Canadian Forest Service Publications
Viruses direct carbon cycling in lake sediments under global change. Braga, L.P.P., Orland, C., Emilson. E.J.S., Fitch, A.A., Osterholz, H., Dittmar, T., Basiliko, N., Mykytczuk, N.C.S., Tanentzap, A.J.T. Proc. of the National Academy of Sciences. 2022, Oct 11. 119(41): 12 p.
Issued by: Great Lakes Forestry Centre
Catalog ID: 40850
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Plain Language Summary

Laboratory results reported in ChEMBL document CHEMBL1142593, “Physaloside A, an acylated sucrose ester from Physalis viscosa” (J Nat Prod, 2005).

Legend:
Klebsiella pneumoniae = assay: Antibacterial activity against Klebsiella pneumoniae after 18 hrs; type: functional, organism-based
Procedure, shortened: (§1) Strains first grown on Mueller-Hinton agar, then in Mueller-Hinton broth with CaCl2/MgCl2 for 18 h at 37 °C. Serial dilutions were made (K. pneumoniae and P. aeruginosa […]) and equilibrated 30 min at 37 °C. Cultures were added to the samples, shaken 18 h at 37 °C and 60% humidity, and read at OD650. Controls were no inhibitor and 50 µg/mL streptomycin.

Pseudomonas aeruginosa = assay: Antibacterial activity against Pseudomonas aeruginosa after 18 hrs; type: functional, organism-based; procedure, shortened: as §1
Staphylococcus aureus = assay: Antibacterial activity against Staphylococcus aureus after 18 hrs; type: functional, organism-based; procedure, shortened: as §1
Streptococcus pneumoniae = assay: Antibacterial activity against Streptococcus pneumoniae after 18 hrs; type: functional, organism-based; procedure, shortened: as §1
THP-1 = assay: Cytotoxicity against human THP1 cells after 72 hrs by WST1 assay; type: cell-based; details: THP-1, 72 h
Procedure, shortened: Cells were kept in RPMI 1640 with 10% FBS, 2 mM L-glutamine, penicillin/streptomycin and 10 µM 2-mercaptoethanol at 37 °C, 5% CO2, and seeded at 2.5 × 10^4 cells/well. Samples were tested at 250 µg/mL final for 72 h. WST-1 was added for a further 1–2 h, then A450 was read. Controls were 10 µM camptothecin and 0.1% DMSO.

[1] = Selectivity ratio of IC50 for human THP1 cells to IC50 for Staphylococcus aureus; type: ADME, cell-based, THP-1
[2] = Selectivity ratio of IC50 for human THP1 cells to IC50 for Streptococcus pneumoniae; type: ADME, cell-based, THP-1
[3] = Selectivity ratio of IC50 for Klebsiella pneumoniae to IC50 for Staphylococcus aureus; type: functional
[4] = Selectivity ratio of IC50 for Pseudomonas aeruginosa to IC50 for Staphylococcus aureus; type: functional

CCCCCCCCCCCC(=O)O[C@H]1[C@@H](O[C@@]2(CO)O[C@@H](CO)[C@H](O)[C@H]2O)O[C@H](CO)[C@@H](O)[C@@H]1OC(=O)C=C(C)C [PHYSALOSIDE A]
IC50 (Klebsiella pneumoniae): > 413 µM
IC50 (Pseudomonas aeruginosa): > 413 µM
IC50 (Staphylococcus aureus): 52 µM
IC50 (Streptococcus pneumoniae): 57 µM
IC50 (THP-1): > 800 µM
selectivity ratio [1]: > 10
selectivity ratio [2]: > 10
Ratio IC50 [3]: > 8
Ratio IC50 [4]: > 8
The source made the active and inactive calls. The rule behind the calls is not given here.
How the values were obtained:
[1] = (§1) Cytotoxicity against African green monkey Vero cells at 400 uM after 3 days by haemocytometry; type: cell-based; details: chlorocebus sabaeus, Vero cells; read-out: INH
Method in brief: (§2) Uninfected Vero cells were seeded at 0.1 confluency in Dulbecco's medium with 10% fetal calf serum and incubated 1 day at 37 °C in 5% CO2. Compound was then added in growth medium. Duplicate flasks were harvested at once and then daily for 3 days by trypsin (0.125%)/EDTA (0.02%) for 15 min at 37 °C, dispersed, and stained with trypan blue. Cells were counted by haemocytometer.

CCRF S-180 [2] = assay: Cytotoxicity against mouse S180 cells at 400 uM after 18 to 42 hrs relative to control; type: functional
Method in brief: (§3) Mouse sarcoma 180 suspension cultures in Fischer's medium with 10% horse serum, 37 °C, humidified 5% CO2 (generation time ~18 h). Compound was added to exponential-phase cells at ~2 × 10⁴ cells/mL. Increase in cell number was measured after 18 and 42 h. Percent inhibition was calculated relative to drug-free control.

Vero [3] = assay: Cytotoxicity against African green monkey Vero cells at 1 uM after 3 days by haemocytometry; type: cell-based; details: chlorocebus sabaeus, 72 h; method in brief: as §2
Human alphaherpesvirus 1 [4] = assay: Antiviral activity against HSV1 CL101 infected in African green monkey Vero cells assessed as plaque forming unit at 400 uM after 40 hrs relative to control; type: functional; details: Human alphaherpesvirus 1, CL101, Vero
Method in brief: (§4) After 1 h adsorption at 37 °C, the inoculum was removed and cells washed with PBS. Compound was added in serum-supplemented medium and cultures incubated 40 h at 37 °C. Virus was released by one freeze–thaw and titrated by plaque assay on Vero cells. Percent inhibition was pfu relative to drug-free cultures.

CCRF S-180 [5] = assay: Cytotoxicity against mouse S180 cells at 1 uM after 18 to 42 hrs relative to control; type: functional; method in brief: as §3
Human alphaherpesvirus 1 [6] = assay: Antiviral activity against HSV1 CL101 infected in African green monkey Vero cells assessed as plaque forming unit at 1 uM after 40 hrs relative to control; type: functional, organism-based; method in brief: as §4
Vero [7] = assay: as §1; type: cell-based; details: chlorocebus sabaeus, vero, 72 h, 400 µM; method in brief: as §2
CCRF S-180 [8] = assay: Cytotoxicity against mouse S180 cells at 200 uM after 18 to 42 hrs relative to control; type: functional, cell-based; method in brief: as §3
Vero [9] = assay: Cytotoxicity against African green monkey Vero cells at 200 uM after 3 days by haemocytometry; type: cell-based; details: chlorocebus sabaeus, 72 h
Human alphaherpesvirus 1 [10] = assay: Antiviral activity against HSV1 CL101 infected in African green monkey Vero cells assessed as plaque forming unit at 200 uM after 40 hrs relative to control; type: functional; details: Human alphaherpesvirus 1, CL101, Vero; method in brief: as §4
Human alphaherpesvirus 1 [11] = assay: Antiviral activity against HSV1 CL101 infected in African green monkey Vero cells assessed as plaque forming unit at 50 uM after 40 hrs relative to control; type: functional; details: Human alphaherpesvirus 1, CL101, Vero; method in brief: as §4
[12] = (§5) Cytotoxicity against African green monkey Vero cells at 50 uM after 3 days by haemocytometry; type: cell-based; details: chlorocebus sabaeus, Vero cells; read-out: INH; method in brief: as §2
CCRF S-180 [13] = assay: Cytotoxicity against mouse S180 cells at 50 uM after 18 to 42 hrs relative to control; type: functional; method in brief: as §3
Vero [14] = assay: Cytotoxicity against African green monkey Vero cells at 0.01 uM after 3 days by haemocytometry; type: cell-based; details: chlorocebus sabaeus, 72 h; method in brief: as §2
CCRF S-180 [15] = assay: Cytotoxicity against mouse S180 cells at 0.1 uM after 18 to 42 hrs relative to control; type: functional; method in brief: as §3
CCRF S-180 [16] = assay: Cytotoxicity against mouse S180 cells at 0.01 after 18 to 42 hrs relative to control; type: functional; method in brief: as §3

Global change is altering the vast amount of carbon cycled by microbes between land and freshwater, but how viruses mediate this process is poorly understood. Here, we show that viruses direct carbon cycling in lake sediments, and these impacts intensify with future changes in water clarity and forest runoff. Using experimental gradients within sediments of a clear and a dark boreal lake, we identified 156 viral operational taxonomic units (vOTUs) which were associated with dissolved organic matter (DOM) composition and greenhouse gas (GHG) concentrations. Virus-like particles were also associated with reduced bacterial metabolism and shifts in, likely released by cell lysis rather than higher molecular mass compounds accumulating from reduced degradation. An additional 9.6% of vOTUs harbored auxiliary metabolic genes associated with DOM and GHGs. Taken together, these different effects on host dynamics and metabolism can explain why abundances of vOTUs rather than MAGs were better overall predictors of carbon cycling. Future increases in forest runoff will change viral composition and function with consequences for DOM pools. Given their importance, viruses must now be explicitly considered in efforts to understand and predict the freshwater carbon cycle and its future under global environmental change.